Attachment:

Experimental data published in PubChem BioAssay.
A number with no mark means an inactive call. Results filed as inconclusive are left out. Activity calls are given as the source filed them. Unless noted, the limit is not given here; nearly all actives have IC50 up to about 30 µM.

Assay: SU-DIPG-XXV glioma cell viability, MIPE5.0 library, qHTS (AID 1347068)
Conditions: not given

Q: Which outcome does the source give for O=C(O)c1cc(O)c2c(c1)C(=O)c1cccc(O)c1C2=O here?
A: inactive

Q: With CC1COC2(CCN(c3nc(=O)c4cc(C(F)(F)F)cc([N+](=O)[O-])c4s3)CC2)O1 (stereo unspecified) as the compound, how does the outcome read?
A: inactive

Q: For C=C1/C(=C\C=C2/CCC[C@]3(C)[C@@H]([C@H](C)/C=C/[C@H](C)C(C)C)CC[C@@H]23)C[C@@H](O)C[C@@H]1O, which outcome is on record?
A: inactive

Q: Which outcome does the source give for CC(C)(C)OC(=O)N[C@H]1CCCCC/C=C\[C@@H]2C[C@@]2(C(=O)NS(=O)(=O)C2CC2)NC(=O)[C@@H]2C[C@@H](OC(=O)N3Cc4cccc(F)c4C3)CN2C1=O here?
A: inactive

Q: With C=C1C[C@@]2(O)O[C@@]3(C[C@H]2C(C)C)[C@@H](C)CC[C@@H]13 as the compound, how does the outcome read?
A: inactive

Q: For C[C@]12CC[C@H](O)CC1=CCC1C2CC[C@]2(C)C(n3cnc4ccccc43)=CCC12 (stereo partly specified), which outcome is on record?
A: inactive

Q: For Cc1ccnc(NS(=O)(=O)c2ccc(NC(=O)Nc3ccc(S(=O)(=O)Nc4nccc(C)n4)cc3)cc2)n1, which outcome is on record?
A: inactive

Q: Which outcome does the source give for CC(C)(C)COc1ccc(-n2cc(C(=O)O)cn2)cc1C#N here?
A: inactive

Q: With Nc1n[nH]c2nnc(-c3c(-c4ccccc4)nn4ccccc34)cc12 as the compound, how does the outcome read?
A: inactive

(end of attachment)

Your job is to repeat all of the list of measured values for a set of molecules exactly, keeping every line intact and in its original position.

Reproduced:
Experimental data published in PubChem BioAssay.
A number with no mark means an inactive call. Results filed as inconclusive are left out. Activity calls are given as the source filed them. Unless noted, the limit is not given here; nearly all actives have IC50 up to about 30 µM.

Assay: SU-DIPG-XXV glioma cell viability, MIPE5.0 library, qHTS (AID 1347068)
Conditions: not given

Q: Which outcome does the source give for O=C(O)c1cc(O)c2c(c1)C(=O)c1cccc(O)c1C2=O here?
A: inactive

Q: With CC1COC2(CCN(c3nc(=O)c4cc(C(F)(F)F)cc([N+](=O)[O-])c4s3)CC2)O1 (stereo unspecified) as the compound, how does the outcome read?
A: inactive

Q: For C=C1/C(=C\C=C2/CCC[C@]3(C)[C@@H]([C@H](C)/C=C/[C@H](C)C(C)C)CC[C@@H]23)C[C@@H](O)C[C@@H]1O, which outcome is on record?
A: inactive

Q: Which outcome does the source give for CC(C)(C)OC(=O)N[C@H]1CCCCC/C=C\[C@@H]2C[C@@]2(C(=O)NS(=O)(=O)C2CC2)NC(=O)[C@@H]2C[C@@H](OC(=O)N3Cc4cccc(F)c4C3)CN2C1=O here?
A: inactive

Q: With C=C1C[C@@]2(O)O[C@@]3(C[C@H]2C(C)C)[C@@H](C)CC[C@@H]13 as the compound, how does the outcome read?
A: inactive

Q: For C[C@]12CC[C@H](O)CC1=CCC1C2CC[C@]2(C)C(n3cnc4ccccc43)=CCC12 (stereo partly specified), which outcome is on record?
A: inactive

Q: For Cc1ccnc(NS(=O)(=O)c2ccc(NC(=O)Nc3ccc(S(=O)(=O)Nc4nccc(C)n4)cc3)cc2)n1, which outcome is on record?
A: inactive

Q: Which outcome does the source give for CC(C)(C)COc1ccc(-n2cc(C(=O)O)cn2)cc1C#N here?
A: inactive

Q: With Nc1n[nH]c2nnc(-c3c(-c4ccccc4)nn4ccccc34)cc12 as the compound, how does the outcome read?
A: inactive